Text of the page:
Researcher ORCID Identifier


Graduation Year


Document Type

Campus Only Senior Thesis

Degree Name

Bachelor of Arts



Reader 1

Sharon Goto

Reader 2

Richard Lewis

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Terms of Use for work posted in Scholarship@Claremont.

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© 2023 Kirby T Lam


LGBTQ+ individuals face increasing rates of discrimination and prejudice with complex interactions and societal influences. Their experiences are compounded by the detrimental effects of racism through stereotypes, prejudice, and discrimination. However, there is limited research on the intersectional effects of race on gender norm perceptions. Looking at sociocognitive mechanisms of perception, the current study sought to develop an experimental paradigm testing explicit, implicit, and neurophysiological differences in gender evaluations. Using an intersectional lens on gender and race, we hypothesized that Asian Americans breaking gender norms experience greater prejudice and neurophysiological biases differently from White American populations. After presenting scenarios about people—either Asian American or White ethnic last names—breaking gender norms, we find that participants (N = 13 White American, 13 Asian American, 2 biracial/multiracial) rate gender discrepant stimuli as less appropriate in U.S. society and with longer reaction time (RT). For the interaction effect, participants rated White Americans adhering to gender norms significantly as most appropriate with no significant interaction for RT. Subsequent exploratory analyses find that Asian American participants judge their in-group members breaking gender norms with greater RT than White American participants. This study establishes the foundation for future research into the social, cognitive, and neurophysiological impacts of gender and racial prejudice.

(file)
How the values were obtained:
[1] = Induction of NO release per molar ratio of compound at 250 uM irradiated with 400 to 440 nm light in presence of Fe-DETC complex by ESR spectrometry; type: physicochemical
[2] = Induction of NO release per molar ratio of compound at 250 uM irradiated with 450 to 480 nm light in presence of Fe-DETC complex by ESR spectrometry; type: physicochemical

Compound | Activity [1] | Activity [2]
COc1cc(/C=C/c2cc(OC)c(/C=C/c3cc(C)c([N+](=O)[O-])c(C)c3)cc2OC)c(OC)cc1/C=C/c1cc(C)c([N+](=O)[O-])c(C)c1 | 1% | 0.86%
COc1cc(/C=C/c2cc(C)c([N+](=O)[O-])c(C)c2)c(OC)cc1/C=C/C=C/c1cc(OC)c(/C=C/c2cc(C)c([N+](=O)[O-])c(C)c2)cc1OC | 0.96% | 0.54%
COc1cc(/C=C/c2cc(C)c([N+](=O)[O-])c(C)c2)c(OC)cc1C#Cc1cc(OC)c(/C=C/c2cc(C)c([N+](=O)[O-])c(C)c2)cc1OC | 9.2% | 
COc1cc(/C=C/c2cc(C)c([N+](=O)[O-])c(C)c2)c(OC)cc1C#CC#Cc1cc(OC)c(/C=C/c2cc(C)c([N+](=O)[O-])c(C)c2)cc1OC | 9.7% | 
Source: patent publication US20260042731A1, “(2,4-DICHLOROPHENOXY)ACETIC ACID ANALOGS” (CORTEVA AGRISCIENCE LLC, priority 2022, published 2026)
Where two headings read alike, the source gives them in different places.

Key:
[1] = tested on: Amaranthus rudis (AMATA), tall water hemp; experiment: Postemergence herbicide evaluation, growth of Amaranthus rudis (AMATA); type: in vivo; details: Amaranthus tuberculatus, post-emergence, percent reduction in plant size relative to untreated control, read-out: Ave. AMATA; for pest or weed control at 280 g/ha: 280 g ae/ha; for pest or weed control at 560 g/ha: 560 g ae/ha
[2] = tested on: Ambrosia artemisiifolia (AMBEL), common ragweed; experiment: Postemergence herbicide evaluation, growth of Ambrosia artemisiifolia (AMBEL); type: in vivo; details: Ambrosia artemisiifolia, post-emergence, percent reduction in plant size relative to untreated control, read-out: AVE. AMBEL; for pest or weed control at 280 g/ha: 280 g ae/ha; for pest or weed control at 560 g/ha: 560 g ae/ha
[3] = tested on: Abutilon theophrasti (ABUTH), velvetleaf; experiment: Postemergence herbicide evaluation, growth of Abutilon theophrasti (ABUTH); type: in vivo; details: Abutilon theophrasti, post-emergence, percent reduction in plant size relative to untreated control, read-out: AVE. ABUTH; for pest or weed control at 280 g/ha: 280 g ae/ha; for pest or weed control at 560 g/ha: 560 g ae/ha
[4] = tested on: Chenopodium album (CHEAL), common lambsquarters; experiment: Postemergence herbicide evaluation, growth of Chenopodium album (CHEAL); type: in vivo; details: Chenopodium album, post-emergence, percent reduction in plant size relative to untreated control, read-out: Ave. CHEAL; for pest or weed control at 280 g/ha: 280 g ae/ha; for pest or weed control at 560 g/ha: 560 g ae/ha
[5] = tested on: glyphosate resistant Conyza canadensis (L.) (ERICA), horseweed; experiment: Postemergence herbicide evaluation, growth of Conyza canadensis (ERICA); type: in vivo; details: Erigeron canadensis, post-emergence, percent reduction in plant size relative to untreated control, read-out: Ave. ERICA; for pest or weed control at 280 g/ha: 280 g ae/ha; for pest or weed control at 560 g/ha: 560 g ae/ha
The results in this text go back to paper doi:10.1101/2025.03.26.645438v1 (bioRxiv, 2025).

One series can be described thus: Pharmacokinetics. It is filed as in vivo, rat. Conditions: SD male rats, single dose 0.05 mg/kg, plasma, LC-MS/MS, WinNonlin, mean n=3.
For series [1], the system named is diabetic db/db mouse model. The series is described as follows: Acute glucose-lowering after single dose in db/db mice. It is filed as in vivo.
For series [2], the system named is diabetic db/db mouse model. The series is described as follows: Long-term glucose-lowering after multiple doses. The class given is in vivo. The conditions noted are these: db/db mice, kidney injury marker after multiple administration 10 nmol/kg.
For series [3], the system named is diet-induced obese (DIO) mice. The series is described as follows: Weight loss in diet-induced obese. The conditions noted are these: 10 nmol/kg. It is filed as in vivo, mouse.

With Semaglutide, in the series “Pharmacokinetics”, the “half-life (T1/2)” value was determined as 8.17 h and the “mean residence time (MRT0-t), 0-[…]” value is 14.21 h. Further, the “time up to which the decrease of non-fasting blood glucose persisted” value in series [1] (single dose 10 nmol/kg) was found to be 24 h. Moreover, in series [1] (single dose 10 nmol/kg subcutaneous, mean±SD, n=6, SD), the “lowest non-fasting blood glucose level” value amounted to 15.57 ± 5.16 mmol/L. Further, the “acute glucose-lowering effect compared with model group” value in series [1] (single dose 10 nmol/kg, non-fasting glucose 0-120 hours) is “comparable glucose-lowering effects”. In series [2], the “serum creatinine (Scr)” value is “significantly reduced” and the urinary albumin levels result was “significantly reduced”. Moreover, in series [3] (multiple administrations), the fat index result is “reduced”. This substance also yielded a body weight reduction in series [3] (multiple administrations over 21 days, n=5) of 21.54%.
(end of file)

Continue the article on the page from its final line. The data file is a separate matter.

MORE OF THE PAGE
This thesis is restricted to the Claremont Colleges current faculty, students, and staff.